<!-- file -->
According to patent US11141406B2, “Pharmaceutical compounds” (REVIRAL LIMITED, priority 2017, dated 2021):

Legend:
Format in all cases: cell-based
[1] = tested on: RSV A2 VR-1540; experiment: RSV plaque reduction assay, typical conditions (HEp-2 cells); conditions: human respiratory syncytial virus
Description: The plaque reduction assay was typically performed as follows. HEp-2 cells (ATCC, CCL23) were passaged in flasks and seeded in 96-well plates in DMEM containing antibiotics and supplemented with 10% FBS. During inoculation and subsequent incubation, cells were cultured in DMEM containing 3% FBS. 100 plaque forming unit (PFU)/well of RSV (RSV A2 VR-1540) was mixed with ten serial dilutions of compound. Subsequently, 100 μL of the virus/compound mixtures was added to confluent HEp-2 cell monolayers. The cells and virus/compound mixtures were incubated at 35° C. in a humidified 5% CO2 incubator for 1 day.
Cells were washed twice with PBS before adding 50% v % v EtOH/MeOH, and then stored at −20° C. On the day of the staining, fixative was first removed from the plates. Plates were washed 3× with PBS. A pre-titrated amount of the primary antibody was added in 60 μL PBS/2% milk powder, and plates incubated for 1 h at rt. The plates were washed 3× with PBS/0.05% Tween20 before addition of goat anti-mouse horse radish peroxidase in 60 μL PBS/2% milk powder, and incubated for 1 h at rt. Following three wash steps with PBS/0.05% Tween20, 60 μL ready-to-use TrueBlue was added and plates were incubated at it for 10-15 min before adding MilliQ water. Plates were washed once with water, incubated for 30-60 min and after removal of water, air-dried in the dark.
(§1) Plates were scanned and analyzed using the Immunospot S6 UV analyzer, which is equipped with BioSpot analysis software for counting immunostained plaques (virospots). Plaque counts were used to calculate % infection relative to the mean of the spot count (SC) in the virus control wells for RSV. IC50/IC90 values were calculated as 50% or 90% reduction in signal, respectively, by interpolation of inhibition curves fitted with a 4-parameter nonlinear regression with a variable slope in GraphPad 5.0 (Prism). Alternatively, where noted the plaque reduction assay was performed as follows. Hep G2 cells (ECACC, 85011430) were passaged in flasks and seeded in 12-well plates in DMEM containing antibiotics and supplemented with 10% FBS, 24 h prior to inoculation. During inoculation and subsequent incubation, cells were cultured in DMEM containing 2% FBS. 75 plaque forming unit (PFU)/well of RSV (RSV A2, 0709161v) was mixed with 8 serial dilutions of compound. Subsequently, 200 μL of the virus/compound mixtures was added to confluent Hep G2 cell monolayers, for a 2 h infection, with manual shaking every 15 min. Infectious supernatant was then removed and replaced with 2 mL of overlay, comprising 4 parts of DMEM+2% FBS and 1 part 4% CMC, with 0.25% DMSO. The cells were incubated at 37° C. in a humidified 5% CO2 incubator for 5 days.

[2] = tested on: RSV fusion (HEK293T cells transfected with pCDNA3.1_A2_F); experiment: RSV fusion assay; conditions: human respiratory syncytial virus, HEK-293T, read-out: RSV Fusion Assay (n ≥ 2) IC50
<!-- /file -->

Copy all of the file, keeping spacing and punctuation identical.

According to patent US11141406B2, “Pharmaceutical compounds” (REVIRAL LIMITED, priority 2017, dated 2021):

Legend:
Format in all cases: cell-based
[1] = tested on: RSV A2 VR-1540; experiment: RSV plaque reduction assay, typical conditions (HEp-2 cells); conditions: human respiratory syncytial virus
Description: The plaque reduction assay was typically performed as follows. HEp-2 cells (ATCC, CCL23) were passaged in flasks and seeded in 96-well plates in DMEM containing antibiotics and supplemented with 10% FBS. During inoculation and subsequent incubation, cells were cultured in DMEM containing 3% FBS. 100 plaque forming unit (PFU)/well of RSV (RSV A2 VR-1540) was mixed with ten serial dilutions of compound. Subsequently, 100 μL of the virus/compound mixtures was added to confluent HEp-2 cell monolayers. The cells and virus/compound mixtures were incubated at 35° C. in a humidified 5% CO2 incubator for 1 day.
Cells were washed twice with PBS before adding 50% v % v EtOH/MeOH, and then stored at −20° C. On the day of the staining, fixative was first removed from the plates. Plates were washed 3× with PBS. A pre-titrated amount of the primary antibody was added in 60 μL PBS/2% milk powder, and plates incubated for 1 h at rt. The plates were washed 3× with PBS/0.05% Tween20 before addition of goat anti-mouse horse radish peroxidase in 60 μL PBS/2% milk powder, and incubated for 1 h at rt. Following three wash steps with PBS/0.05% Tween20, 60 μL ready-to-use TrueBlue was added and plates were incubated at it for 10-15 min before adding MilliQ water. Plates were washed once with water, incubated for 30-60 min and after removal of water, air-dried in the dark.
(§1) Plates were scanned and analyzed using the Immunospot S6 UV analyzer, which is equipped with BioSpot analysis software for counting immunostained plaques (virospots). Plaque counts were used to calculate % infection relative to the mean of the spot count (SC) in the virus control wells for RSV. IC50/IC90 values were calculated as 50% or 90% reduction in signal, respectively, by interpolation of inhibition curves fitted with a 4-parameter nonlinear regression with a variable slope in GraphPad 5.0 (Prism). Alternatively, where noted the plaque reduction assay was performed as follows. Hep G2 cells (ECACC, 85011430) were passaged in flasks and seeded in 12-well plates in DMEM containing antibiotics and supplemented with 10% FBS, 24 h prior to inoculation. During inoculation and subsequent incubation, cells were cultured in DMEM containing 2% FBS. 75 plaque forming unit (PFU)/well of RSV (RSV A2, 0709161v) was mixed with 8 serial dilutions of compound. Subsequently, 200 μL of the virus/compound mixtures was added to confluent Hep G2 cell monolayers, for a 2 h infection, with manual shaking every 15 min. Infectious supernatant was then removed and replaced with 2 mL of overlay, comprising 4 parts of DMEM+2% FBS and 1 part 4% CMC, with 0.25% DMSO. The cells were incubated at 37° C. in a humidified 5% CO2 incubator for 5 days.

[2] = tested on: RSV fusion (HEK293T cells transfected with pCDNA3.1_A2_F); experiment: RSV fusion assay; conditions: human respiratory syncytial virus, HEK-293T, read-out: RSV Fusion Assay (n ≥ 2) IC50